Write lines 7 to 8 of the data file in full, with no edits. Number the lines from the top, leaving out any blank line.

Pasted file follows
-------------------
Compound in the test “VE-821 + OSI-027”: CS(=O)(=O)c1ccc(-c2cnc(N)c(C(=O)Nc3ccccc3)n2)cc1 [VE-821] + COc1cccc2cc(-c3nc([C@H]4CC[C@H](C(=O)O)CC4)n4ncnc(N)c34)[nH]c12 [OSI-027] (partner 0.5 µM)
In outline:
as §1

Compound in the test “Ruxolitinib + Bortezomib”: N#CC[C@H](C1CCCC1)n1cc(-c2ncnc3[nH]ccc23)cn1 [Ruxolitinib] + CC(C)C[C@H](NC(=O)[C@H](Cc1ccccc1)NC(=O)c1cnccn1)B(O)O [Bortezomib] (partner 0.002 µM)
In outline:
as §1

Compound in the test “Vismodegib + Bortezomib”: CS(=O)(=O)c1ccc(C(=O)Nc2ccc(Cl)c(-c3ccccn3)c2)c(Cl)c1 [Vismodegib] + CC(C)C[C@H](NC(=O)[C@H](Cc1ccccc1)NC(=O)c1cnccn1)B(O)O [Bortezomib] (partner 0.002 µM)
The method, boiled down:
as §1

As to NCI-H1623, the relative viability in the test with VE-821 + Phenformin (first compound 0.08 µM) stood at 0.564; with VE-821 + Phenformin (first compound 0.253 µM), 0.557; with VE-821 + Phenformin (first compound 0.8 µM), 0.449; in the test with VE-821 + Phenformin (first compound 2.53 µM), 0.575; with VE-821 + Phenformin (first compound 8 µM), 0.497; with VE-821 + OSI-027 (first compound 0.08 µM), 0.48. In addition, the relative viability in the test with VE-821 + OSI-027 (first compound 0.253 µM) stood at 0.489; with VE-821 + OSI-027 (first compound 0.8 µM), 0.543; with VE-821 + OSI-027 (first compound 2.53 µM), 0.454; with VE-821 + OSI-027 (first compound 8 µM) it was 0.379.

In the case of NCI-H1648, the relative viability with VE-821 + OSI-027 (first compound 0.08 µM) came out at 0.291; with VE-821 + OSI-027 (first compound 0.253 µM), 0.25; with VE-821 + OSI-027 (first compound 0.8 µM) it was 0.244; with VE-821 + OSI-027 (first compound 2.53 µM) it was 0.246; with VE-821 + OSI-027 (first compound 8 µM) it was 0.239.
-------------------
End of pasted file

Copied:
Compound in the test “Vismodegib + Bortezomib”: CS(=O)(=O)c1ccc(C(=O)Nc2ccc(Cl)c(-c3ccccn3)c2)c(Cl)c1 [Vismodegib] + CC(C)C[C@H](NC(=O)[C@H](Cc1ccccc1)NC(=O)c1cnccn1)B(O)O [Bortezomib] (partner 0.002 µM)
The method, boiled down: